Letter melts my Grinchy heart

It’s enough to ruin Christmas.

Is anyone else overwhelmed with the barrage of stuff that greets us this time of year?

This incessant drumbeat of retailers trying to convince me, corrupt me that I need so…much...stuff.

Clothes, appliances, jewelry, toys for grandchildren I don’t yet have.

I go back and forth between, “This country and culture has lost its mind,” to “Oooh, maybe I do need a shrimp knife and pajamas with my dog’s face custom printed all over them.”

That I would even entertain getting more stuff makes me disgusted with myself.

Spoiler alert, in case you haven’t guessed. I’m not big on Christmas.

Are you enthralled with the magic of the season, Dear Reader?

Is Halloween merely “Holiday Season Eve” for you, because the calendar turning to November gives you permission to put up your tree, decorate your entire house?

Good on you, if that brings you joy.

Me? It stings my Grinchy-heart.

If I don’t have bins of ornaments and decorations to bring out by this age, why start?

Like most years, I was gritting my way through this month when an unexpected letter landed in my mailbox.

It was from a man who owns a company I do a lot of work for.

Mysteriously, the envelope also contained a pair of dice and some specific instructions.

It read, “You get one roll of a pair of dice. Each number on the dice is worth $20 cash.”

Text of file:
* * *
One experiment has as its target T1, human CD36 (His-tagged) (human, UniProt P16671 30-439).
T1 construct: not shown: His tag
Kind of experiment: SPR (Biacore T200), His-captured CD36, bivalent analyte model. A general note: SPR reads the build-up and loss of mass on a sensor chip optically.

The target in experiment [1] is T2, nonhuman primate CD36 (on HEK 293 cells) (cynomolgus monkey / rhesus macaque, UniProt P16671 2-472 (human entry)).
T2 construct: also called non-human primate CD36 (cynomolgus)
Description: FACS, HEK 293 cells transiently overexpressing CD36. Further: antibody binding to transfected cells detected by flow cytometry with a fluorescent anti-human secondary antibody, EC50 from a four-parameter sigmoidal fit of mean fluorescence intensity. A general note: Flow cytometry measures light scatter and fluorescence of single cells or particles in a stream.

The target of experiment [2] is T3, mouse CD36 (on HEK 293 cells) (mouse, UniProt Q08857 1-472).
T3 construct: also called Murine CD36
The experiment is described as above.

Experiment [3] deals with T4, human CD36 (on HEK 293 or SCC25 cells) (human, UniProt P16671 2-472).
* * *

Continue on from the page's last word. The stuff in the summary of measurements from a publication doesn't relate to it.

That money will be his Christmas gift to me.

Or rather through me.

He writes, “Whatever amount of cash you win is yours, but it is hoped you will give at least half (or more) to someone less fortunate than you. Please don’t give it to a relative or family member.”

The idea is to give as a random act of kindness to someone I don’t know very well.

Suddenly, my heart lit up like a Christmas tree, my mind spinning all the ways I could give away the money.

I might buy a stranger’s dinner at Cracker Barrel.

I always like to gift the hardworking women who keep the Ladies room clean at the airport, as I cannot imagine a more important, under-appreciated job.

Will I simply see someone and instantly know that they are the one?

I now know two things for sure.

One, no one rides for free. The man gifting the money expects something in return. The envelope with the letter and the dice also contained a self-addressed stamped envelope. He wants to know what each person does with the Christmas dice money, not to keep us accountable. Rather, a heart-warming story is the best gift he will enjoy.

And two, I now can’t stop thinking about all the stuff this Christmas dice money can buy.

Gifts, gifts, gifts.

There are so many possibilities.

However much money I’ll get when I roll the dice, it will be enough.

Enough to make this the best holiday of the year.

Daryn Kagan is the author of the book “Hope Possible: A Network News Anchor’s Thoughts On Losing Her Job, Finding Love, A New Career, And My Dog, Always My Dog.” Email her at Daryn@darynkagan.com.

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